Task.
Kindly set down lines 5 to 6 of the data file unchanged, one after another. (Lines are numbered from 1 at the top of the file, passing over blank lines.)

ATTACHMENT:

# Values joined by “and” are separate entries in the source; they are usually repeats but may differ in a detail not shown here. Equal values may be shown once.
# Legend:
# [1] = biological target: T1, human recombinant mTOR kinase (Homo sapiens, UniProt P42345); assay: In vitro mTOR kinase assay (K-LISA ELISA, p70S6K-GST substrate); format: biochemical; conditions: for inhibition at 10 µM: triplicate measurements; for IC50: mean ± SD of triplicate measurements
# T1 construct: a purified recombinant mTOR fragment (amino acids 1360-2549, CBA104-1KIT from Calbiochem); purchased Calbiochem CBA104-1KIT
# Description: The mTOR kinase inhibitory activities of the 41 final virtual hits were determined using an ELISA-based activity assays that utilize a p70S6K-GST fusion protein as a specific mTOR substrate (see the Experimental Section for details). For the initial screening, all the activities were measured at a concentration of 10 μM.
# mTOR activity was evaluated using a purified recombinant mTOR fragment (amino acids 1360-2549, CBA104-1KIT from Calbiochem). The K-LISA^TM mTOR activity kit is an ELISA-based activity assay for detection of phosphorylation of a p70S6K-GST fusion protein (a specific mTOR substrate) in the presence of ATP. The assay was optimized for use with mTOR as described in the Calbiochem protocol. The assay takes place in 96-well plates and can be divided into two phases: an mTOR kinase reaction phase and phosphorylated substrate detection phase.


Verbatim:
# Description: The mTOR kinase inhibitory activities of the 41 final virtual hits were determined using an ELISA-based activity assays that utilize a p70S6K-GST fusion protein as a specific mTOR substrate (see the Experimental Section for details). For the initial screening, all the activities were measured at a concentration of 10 μM.
# mTOR activity was evaluated using a purified recombinant mTOR fragment (amino acids 1360-2549, CBA104-1KIT from Calbiochem). The K-LISA^TM mTOR activity kit is an ELISA-based activity assay for detection of phosphorylation of a p70S6K-GST fusion protein (a specific mTOR substrate) in the presence of ATP. The assay was optimized for use with mTOR as described in the Calbiochem protocol. The assay takes place in 96-well plates and can be divided into two phases: an mTOR kinase reaction phase and phosphorylated substrate detection phase.